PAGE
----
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Customs Gives 90-Day Window for Import Duty Payment on Unsettled Vehicles

Customs Vehicle
Illustrative Picture

The Nigeria Customs Service (NCS) has introduced a 90-day window to regularise import duties on specific vehicle categories. This was conveyed through a recent press release signed by Abdullahi Maiwada, Chief Superintendent of Customs and National Public Relations.

This initiative specifically targets vehicles imported into Nigeria with pending customs duties or those detained due to undervaluation. However, it excludes seized and condemned vehicles, which will be forfeited to the Federal Government by existing regulations.

“While we strive for inclusivity, it is important to clarify that vehicles seized and condemned will not be released under this arrangement and shall be forfeited to the Federal Government by extant regulations”, the statement said.

Vehicle owners, importers, and agents seeking to regularise import duties are required to apply to the Zonal Coordinators or CAC FCT Command, and submit the necessary documents and processing Vreg in line with Federal Ministry of Finance directives. Continuing the statement read:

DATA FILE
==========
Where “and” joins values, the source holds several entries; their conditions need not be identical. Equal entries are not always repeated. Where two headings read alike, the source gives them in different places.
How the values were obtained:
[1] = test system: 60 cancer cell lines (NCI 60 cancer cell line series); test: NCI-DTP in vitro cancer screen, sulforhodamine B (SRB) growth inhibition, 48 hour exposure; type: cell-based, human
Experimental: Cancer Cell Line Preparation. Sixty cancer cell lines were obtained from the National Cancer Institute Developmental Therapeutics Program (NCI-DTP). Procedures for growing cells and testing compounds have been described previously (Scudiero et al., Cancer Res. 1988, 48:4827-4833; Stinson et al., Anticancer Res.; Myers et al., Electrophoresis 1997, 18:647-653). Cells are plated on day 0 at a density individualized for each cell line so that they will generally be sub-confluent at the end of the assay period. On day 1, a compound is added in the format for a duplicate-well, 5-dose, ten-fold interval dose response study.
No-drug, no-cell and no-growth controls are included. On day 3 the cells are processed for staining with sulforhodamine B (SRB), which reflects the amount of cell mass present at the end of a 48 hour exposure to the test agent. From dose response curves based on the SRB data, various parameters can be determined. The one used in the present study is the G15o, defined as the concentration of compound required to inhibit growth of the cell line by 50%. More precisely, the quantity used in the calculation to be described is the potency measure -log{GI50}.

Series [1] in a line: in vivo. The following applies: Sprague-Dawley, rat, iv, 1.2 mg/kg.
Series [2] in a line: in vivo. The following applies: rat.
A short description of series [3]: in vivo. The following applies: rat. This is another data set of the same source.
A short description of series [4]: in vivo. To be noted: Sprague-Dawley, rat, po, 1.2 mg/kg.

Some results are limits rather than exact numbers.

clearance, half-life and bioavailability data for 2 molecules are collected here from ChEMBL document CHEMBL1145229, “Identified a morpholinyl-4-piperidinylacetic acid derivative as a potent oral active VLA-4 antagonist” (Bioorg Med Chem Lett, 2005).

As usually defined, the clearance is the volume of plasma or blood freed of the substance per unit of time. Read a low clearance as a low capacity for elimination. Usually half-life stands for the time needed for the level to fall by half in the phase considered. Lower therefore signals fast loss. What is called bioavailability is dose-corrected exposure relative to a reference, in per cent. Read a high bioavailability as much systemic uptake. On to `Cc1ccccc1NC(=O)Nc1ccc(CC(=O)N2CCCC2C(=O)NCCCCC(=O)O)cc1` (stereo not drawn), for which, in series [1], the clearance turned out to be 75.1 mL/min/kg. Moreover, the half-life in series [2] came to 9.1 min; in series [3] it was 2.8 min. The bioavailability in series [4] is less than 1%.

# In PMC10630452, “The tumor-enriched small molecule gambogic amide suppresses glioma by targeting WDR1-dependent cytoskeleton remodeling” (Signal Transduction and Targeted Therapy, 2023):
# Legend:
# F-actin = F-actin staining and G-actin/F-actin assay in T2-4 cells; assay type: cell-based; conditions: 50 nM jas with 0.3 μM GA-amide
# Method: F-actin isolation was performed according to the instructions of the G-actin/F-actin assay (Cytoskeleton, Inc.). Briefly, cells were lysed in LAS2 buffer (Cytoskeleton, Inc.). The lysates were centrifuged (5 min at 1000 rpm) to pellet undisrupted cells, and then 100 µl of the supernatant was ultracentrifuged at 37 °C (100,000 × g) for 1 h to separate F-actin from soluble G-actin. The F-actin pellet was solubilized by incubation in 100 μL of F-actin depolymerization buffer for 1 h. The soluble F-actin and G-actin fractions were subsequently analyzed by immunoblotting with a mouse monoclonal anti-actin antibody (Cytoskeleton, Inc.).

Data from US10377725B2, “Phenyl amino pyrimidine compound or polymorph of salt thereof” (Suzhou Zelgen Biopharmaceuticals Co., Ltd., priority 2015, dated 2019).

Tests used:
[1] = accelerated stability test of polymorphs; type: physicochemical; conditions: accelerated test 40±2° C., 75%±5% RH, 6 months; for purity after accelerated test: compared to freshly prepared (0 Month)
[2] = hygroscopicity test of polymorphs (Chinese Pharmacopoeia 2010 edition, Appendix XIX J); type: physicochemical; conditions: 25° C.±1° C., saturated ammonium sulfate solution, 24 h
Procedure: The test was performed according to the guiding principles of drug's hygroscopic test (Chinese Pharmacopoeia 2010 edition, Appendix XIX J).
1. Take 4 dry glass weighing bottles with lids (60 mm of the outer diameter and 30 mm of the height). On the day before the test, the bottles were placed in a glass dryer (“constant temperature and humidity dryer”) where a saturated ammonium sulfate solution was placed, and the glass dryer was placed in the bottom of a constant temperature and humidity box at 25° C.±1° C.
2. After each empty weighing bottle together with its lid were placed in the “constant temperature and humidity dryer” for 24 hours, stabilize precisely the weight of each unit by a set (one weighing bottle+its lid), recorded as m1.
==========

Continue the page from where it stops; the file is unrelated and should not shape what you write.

“Valuation and assessment of the vehicles will be carried out using the VIN valuation method. Import Duty and a 25% penalty shall be paid in tandem with the import guidelines, procedures, and documentation requirements for used vehicles under the Destination Inspection Scheme in Nigeria (2013) and the Nigeria Customs Service Act 2023. Also, duty payments must be made using the Procedure Code specifically created for this exercise.

This initiative reflects our unwavering commitment to facilitating compliance. We encourage all stakeholders to capitalise on this opportunity within the stipulated timeframe.”

This development follows recent allegations of complacency and corruption within Nigeria’s Customs Agency, exposed by investigative journalist Fisayo Soyombo. Speaking on the “Hard Copy” program on Channels TV, Soyombo uncovered deep-rooted corruption within the agency, revealing systemic issues that allowed smuggling to thrive unchecked.

The investigation unveiled a network of corruption involving IBD Dende, who has political connections with influential figures like the Inspector-General of Police and the Comptroller-General of the Nigeria Customs Service. This raises concerns about the diligence of the agency in protecting and combating smuggling under such circumstances.

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